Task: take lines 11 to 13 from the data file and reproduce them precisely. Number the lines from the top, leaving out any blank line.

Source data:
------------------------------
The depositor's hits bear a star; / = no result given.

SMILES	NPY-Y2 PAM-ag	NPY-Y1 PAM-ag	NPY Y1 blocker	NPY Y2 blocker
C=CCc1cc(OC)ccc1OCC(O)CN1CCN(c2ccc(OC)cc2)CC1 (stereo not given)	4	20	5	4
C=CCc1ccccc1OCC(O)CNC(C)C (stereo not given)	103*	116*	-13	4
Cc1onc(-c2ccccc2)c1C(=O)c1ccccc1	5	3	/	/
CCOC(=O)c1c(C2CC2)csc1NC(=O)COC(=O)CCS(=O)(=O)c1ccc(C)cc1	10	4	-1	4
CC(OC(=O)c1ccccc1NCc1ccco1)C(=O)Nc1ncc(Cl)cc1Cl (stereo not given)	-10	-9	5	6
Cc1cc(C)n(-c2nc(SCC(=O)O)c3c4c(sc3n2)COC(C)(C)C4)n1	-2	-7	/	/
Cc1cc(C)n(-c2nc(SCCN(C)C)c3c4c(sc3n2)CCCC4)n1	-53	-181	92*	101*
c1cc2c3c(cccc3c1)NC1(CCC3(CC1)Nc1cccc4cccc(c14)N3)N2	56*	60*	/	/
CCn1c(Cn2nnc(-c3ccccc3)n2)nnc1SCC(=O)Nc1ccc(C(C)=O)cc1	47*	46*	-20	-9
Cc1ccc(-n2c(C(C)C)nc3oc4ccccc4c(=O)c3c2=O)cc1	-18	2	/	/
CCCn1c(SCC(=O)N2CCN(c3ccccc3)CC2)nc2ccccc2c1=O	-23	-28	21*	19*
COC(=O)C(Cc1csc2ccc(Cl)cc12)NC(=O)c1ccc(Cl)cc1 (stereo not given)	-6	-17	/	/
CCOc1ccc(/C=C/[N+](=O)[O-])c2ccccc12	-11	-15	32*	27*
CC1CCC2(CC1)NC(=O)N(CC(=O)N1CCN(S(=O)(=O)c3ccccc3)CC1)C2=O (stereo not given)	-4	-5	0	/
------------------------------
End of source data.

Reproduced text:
CCn1c(Cn2nnc(-c3ccccc3)n2)nnc1SCC(=O)Nc1ccc(C(C)=O)cc1	47*	46*	-20	-9
Cc1ccc(-n2c(C(C)C)nc3oc4ccccc4c(=O)c3c2=O)cc1	-18	2	/	/
CCCn1c(SCC(=O)N2CCN(c3ccccc3)CC2)nc2ccccc2c1=O	-23	-28	21*	19*